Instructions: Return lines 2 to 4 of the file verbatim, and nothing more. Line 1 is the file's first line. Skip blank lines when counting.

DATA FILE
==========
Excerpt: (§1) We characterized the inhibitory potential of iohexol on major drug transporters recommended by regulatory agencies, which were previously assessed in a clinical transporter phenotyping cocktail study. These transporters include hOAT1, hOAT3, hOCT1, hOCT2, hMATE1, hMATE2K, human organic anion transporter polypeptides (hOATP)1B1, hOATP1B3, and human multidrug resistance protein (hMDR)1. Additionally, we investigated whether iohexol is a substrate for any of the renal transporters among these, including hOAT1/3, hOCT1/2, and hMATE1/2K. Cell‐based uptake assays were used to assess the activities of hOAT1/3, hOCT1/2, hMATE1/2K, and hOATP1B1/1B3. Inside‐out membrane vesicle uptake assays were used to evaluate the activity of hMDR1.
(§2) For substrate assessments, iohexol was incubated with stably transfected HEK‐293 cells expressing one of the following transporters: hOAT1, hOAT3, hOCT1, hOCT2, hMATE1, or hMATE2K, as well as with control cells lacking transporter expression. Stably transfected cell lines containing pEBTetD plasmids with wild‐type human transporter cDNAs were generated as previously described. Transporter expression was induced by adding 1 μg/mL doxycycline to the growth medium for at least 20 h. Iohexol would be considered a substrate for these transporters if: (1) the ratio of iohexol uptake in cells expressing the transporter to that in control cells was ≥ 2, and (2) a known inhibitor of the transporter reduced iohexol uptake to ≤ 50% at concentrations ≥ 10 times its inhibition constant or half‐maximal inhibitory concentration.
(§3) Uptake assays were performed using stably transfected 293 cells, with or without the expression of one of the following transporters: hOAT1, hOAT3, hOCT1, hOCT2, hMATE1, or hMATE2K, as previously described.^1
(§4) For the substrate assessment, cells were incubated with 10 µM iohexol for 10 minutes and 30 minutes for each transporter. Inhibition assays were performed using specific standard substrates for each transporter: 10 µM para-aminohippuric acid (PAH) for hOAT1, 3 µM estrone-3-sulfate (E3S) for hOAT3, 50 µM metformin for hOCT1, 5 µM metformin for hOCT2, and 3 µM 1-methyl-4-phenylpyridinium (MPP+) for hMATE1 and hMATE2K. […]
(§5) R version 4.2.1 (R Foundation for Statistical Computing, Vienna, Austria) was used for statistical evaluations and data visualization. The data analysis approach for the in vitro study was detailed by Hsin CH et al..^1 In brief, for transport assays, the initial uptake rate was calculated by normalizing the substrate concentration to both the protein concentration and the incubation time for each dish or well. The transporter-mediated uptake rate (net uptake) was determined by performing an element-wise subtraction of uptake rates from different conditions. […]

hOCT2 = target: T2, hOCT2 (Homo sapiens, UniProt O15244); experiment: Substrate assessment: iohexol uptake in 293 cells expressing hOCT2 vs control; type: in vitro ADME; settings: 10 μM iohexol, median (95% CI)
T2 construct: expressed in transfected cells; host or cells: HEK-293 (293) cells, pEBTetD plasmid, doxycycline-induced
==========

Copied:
(§2) For substrate assessments, iohexol was incubated with stably transfected HEK‐293 cells expressing one of the following transporters: hOAT1, hOAT3, hOCT1, hOCT2, hMATE1, or hMATE2K, as well as with control cells lacking transporter expression. Stably transfected cell lines containing pEBTetD plasmids with wild‐type human transporter cDNAs were generated as previously described. Transporter expression was induced by adding 1 μg/mL doxycycline to the growth medium for at least 20 h. Iohexol would be considered a substrate for these transporters if: (1) the ratio of iohexol uptake in cells expressing the transporter to that in control cells was ≥ 2, and (2) a known inhibitor of the transporter reduced iohexol uptake to ≤ 50% at concentrations ≥ 10 times its inhibition constant or half‐maximal inhibitory concentration.
(§3) Uptake assays were performed using stably transfected 293 cells, with or without the expression of one of the following transporters: hOAT1, hOAT3, hOCT1, hOCT2, hMATE1, or hMATE2K, as previously described.^1
(§4) For the substrate assessment, cells were incubated with 10 µM iohexol for 10 minutes and 30 minutes for each transporter. Inhibition assays were performed using specific standard substrates for each transporter: 10 µM para-aminohippuric acid (PAH) for hOAT1, 3 µM estrone-3-sulfate (E3S) for hOAT3, 50 µM metformin for hOCT1, 5 µM metformin for hOCT2, and 3 µM 1-methyl-4-phenylpyridinium (MPP+) for hMATE1 and hMATE2K. […]